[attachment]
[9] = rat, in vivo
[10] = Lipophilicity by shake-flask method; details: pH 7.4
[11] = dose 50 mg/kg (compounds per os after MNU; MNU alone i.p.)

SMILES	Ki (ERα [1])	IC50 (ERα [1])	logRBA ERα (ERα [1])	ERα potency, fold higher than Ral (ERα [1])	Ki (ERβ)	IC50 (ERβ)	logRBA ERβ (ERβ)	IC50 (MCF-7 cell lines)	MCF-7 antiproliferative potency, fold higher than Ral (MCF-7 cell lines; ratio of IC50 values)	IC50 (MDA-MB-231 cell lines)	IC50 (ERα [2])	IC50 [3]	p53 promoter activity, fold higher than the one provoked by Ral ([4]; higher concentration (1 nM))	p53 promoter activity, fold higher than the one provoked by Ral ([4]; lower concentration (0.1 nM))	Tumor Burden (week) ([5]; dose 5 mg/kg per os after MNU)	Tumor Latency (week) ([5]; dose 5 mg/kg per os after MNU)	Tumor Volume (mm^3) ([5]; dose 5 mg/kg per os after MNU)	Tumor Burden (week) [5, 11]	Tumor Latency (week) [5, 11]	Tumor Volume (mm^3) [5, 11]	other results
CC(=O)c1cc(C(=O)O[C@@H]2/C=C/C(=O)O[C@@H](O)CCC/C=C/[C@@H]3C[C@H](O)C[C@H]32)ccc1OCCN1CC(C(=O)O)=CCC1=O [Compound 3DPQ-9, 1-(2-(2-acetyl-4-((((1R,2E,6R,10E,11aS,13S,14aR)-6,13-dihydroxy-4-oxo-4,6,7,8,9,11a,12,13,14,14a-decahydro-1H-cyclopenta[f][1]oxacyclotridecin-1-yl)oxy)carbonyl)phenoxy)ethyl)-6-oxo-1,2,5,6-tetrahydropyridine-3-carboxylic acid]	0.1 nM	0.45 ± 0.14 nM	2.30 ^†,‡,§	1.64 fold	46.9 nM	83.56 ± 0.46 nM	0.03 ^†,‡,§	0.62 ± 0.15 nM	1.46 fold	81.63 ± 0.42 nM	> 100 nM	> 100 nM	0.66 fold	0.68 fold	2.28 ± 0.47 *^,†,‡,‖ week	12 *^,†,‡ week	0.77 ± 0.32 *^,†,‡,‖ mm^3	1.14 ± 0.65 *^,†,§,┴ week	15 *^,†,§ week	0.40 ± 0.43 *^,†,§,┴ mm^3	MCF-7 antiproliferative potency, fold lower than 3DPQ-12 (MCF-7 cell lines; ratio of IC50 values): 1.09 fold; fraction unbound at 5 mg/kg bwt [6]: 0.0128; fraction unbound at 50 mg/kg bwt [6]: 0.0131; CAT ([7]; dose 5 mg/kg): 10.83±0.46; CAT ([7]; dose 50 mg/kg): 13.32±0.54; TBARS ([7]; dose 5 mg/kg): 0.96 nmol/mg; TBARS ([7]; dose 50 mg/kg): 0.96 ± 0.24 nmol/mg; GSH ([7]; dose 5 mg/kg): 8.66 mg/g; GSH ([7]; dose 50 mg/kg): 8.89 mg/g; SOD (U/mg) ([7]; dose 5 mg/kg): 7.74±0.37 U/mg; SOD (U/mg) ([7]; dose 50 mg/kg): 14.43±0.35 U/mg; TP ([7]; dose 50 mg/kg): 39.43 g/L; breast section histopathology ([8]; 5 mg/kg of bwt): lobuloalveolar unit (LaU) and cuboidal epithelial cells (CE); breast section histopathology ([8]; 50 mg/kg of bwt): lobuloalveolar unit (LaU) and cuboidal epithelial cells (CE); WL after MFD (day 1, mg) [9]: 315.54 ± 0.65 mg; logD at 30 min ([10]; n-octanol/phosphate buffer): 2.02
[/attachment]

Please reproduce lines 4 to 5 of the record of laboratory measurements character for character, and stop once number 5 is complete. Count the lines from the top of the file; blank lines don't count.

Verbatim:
SMILES	Ki (ERα [1])	IC50 (ERα [1])	logRBA ERα (ERα [1])	ERα potency, fold higher than Ral (ERα [1])	Ki (ERβ)	IC50 (ERβ)	logRBA ERβ (ERβ)	IC50 (MCF-7 cell lines)	MCF-7 antiproliferative potency, fold higher than Ral (MCF-7 cell lines; ratio of IC50 values)	IC50 (MDA-MB-231 cell lines)	IC50 (ERα [2])	IC50 [3]	p53 promoter activity, fold higher than the one provoked by Ral ([4]; higher concentration (1 nM))	p53 promoter activity, fold higher than the one provoked by Ral ([4]; lower concentration (0.1 nM))	Tumor Burden (week) ([5]; dose 5 mg/kg per os after MNU)	Tumor Latency (week) ([5]; dose 5 mg/kg per os after MNU)	Tumor Volume (mm^3) ([5]; dose 5 mg/kg per os after MNU)	Tumor Burden (week) [5, 11]	Tumor Latency (week) [5, 11]	Tumor Volume (mm^3) [5, 11]	other results
CC(=O)c1cc(C(=O)O[C@@H]2/C=C/C(=O)O[C@@H](O)CCC/C=C/[C@@H]3C[C@H](O)C[C@H]32)ccc1OCCN1CC(C(=O)O)=CCC1=O [Compound 3DPQ-9, 1-(2-(2-acetyl-4-((((1R,2E,6R,10E,11aS,13S,14aR)-6,13-dihydroxy-4-oxo-4,6,7,8,9,11a,12,13,14,14a-decahydro-1H-cyclopenta[f][1]oxacyclotridecin-1-yl)oxy)carbonyl)phenoxy)ethyl)-6-oxo-1,2,5,6-tetrahydropyridine-3-carboxylic acid]	0.1 nM	0.45 ± 0.14 nM	2.30 ^†,‡,§	1.64 fold	46.9 nM	83.56 ± 0.46 nM	0.03 ^†,‡,§	0.62 ± 0.15 nM	1.46 fold	81.63 ± 0.42 nM	> 100 nM	> 100 nM	0.66 fold	0.68 fold	2.28 ± 0.47 *^,†,‡,‖ week	12 *^,†,‡ week	0.77 ± 0.32 *^,†,‡,‖ mm^3	1.14 ± 0.65 *^,†,§,┴ week	15 *^,†,§ week	0.40 ± 0.43 *^,†,§,┴ mm^3	MCF-7 antiproliferative potency, fold lower than 3DPQ-12 (MCF-7 cell lines; ratio of IC50 values): 1.09 fold; fraction unbound at 5 mg/kg bwt [6]: 0.0128; fraction unbound at 50 mg/kg bwt [6]: 0.0131; CAT ([7]; dose 5 mg/kg): 10.83±0.46; CAT ([7]; dose 50 mg/kg): 13.32±0.54; TBARS ([7]; dose 5 mg/kg): 0.96 nmol/mg; TBARS ([7]; dose 50 mg/kg): 0.96 ± 0.24 nmol/mg; GSH ([7]; dose 5 mg/kg): 8.66 mg/g; GSH ([7]; dose 50 mg/kg): 8.89 mg/g; SOD (U/mg) ([7]; dose 5 mg/kg): 7.74±0.37 U/mg; SOD (U/mg) ([7]; dose 50 mg/kg): 14.43±0.35 U/mg; TP ([7]; dose 50 mg/kg): 39.43 g/L; breast section histopathology ([8]; 5 mg/kg of bwt): lobuloalveolar unit (LaU) and cuboidal epithelial cells (CE); breast section histopathology ([8]; 50 mg/kg of bwt): lobuloalveolar unit (LaU) and cuboidal epithelial cells (CE); WL after MFD (day 1, mg) [9]: 315.54 ± 0.65 mg; logD at 30 min ([10]; n-octanol/phosphate buffer): 2.02